More journal comparisons
A few weeks ago, I wrote a blog post on comparing journals by using the full distribution of their articles’ citations. I’m working on putting together a concise summary of these distributions, but in the meantime I thought I’d show two more interesting comparisons. The first compares the 2016-2021 distribution of top-5 econ journals’ annual […]Read more
How to pick which journal to submit your manuscript to
There are many high-quality journals out there and choosing which one to submit your paper to can be a daunting task. Below, I offer some suggestions. A great starting point is your manuscript’s reference section. Identify the papers most closely related to yours and tabulate the journals that published them. Think of a few more […]Read more
Has it gotten harder to publish in top economics journals?
In a fascinating series of graphs, David Card and Stefano DellaVigna document that submissions to the top 5 economics journals have gone up from about 3,000 per year in the early 1990s to over 7,000 per year in the mid-2010s, while acceptance rates have decreased from 10-15% to 2.4-5.6%. A natural interpretation of these trends […]Read more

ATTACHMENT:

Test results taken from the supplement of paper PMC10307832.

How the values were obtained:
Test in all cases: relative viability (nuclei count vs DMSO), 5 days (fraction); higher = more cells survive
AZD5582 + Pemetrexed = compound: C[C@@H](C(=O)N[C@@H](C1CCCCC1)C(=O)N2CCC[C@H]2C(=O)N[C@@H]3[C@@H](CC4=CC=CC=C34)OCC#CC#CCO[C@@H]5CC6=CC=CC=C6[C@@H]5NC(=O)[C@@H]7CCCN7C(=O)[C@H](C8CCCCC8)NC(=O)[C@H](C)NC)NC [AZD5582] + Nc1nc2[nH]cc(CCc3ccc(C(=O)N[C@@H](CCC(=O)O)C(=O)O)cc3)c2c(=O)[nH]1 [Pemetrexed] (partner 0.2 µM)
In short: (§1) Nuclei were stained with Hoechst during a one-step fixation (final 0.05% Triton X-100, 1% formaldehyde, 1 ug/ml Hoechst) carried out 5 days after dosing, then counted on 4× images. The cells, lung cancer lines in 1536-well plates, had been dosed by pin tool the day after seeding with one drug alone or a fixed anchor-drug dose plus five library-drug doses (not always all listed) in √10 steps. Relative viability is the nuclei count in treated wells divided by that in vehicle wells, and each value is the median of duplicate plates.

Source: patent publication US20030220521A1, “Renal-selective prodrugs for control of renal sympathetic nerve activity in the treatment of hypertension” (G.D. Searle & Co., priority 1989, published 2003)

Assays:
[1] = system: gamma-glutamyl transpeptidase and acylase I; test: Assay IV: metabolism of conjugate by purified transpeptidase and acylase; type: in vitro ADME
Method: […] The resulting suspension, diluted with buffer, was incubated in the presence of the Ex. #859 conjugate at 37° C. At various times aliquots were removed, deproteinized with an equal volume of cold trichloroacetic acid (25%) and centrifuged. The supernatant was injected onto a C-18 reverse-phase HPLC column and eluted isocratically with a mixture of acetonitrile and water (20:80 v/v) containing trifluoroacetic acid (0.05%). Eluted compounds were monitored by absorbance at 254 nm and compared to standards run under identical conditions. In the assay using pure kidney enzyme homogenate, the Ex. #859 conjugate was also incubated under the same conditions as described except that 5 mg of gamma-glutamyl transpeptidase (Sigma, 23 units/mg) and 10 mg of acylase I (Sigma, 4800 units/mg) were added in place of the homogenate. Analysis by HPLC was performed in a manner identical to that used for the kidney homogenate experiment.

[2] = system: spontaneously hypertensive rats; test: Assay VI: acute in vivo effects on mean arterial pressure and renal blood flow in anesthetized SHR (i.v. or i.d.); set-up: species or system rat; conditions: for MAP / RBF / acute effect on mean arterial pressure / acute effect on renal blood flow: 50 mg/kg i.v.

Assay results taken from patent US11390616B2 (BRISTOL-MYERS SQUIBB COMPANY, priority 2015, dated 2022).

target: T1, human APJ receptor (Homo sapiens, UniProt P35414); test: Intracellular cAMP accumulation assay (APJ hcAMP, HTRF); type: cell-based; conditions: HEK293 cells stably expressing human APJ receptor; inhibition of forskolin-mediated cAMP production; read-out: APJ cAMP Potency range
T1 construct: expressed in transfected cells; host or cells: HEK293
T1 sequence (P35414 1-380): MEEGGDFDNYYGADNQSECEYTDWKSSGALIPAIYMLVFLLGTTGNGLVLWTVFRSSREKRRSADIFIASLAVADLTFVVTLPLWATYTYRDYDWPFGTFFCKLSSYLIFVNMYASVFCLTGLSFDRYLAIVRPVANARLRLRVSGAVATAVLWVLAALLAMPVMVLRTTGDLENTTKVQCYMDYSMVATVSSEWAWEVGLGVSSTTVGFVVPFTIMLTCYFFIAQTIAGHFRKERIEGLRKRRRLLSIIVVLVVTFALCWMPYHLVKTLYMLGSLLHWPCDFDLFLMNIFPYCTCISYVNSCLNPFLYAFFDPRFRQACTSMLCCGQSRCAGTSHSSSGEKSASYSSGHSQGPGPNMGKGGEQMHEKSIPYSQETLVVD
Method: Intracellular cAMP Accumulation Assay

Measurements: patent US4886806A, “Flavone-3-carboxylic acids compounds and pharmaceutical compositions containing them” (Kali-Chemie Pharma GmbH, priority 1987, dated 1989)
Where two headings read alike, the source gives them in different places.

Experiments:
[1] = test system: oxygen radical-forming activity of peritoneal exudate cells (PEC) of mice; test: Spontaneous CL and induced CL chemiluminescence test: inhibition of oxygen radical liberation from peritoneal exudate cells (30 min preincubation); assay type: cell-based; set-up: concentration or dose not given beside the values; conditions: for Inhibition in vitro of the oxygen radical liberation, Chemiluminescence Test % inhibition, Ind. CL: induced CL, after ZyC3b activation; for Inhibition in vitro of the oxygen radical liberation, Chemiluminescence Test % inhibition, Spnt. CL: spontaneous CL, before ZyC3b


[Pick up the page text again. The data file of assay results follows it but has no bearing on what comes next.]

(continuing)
Just how significant are publication lags?
Generally, Academic Sequitur finds papers as soon as they are posted online. Increasingly, journals are posting papers as soon as they are accepted and correctly formatted (some even before then!), which means that when the “official” new issue is announced, the papers it consists of could have been hanging out on the web for months […]Read more
Why I made Academic Sequitur
Mitch Kapor wrote “Getting information off the Internet is like taking a drink from a fire hydrant.” My own experience with this when it comes to staying up to date on research couldn’t be more accurate. I started as an Assistant Professor at the University of Illinois in 2011. Somewhere around 2015, I decided I […]Read more